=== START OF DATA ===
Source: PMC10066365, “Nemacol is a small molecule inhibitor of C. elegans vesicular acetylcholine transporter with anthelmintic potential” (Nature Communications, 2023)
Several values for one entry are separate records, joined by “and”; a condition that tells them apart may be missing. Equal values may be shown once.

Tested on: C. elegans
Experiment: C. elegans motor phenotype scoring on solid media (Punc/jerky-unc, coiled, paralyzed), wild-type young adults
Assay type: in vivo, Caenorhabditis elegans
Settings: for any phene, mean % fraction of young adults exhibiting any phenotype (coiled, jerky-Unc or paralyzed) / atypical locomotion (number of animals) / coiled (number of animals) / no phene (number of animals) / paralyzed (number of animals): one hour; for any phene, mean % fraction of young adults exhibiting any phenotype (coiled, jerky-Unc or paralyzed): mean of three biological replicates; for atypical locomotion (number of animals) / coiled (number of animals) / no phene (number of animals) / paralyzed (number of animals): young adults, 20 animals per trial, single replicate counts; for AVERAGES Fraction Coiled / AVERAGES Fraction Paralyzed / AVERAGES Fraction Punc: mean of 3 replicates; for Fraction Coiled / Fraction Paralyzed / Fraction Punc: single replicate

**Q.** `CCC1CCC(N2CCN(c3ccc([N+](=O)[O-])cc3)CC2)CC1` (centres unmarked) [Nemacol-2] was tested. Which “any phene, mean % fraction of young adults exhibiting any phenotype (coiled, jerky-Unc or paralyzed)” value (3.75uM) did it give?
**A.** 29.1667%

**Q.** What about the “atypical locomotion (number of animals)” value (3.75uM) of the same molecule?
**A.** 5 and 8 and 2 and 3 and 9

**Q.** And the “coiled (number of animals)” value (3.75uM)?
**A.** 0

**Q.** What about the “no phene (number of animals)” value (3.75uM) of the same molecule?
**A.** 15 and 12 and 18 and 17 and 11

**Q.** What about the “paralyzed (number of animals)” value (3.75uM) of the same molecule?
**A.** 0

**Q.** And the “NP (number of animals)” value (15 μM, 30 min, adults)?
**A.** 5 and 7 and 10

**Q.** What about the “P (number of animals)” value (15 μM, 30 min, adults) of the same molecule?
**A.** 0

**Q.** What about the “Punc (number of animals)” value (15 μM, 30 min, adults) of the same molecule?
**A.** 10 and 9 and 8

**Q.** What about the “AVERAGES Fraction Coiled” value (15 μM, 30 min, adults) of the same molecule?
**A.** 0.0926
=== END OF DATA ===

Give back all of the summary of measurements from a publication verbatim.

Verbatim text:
Source: PMC10066365, “Nemacol is a small molecule inhibitor of C. elegans vesicular acetylcholine transporter with anthelmintic potential” (Nature Communications, 2023)
Several values for one entry are separate records, joined by “and”; a condition that tells them apart may be missing. Equal values may be shown once.

Tested on: C. elegans
Experiment: C. elegans motor phenotype scoring on solid media (Punc/jerky-unc, coiled, paralyzed), wild-type young adults
Assay type: in vivo, Caenorhabditis elegans
Settings: for any phene, mean % fraction of young adults exhibiting any phenotype (coiled, jerky-Unc or paralyzed) / atypical locomotion (number of animals) / coiled (number of animals) / no phene (number of animals) / paralyzed (number of animals): one hour; for any phene, mean % fraction of young adults exhibiting any phenotype (coiled, jerky-Unc or paralyzed): mean of three biological replicates; for atypical locomotion (number of animals) / coiled (number of animals) / no phene (number of animals) / paralyzed (number of animals): young adults, 20 animals per trial, single replicate counts; for AVERAGES Fraction Coiled / AVERAGES Fraction Paralyzed / AVERAGES Fraction Punc: mean of 3 replicates; for Fraction Coiled / Fraction Paralyzed / Fraction Punc: single replicate

**Q.** `CCC1CCC(N2CCN(c3ccc([N+](=O)[O-])cc3)CC2)CC1` (centres unmarked) [Nemacol-2] was tested. Which “any phene, mean % fraction of young adults exhibiting any phenotype (coiled, jerky-Unc or paralyzed)” value (3.75uM) did it give?
**A.** 29.1667%

**Q.** What about the “atypical locomotion (number of animals)” value (3.75uM) of the same molecule?
**A.** 5 and 8 and 2 and 3 and 9

**Q.** And the “coiled (number of animals)” value (3.75uM)?
**A.** 0

**Q.** What about the “no phene (number of animals)” value (3.75uM) of the same molecule?
**A.** 15 and 12 and 18 and 17 and 11

**Q.** What about the “paralyzed (number of animals)” value (3.75uM) of the same molecule?
**A.** 0

**Q.** And the “NP (number of animals)” value (15 μM, 30 min, adults)?
**A.** 5 and 7 and 10

**Q.** What about the “P (number of animals)” value (15 μM, 30 min, adults) of the same molecule?
**A.** 0

**Q.** What about the “Punc (number of animals)” value (15 μM, 30 min, adults) of the same molecule?
**A.** 10 and 9 and 8

**Q.** What about the “AVERAGES Fraction Coiled” value (15 μM, 30 min, adults) of the same molecule?
**A.** 0.0926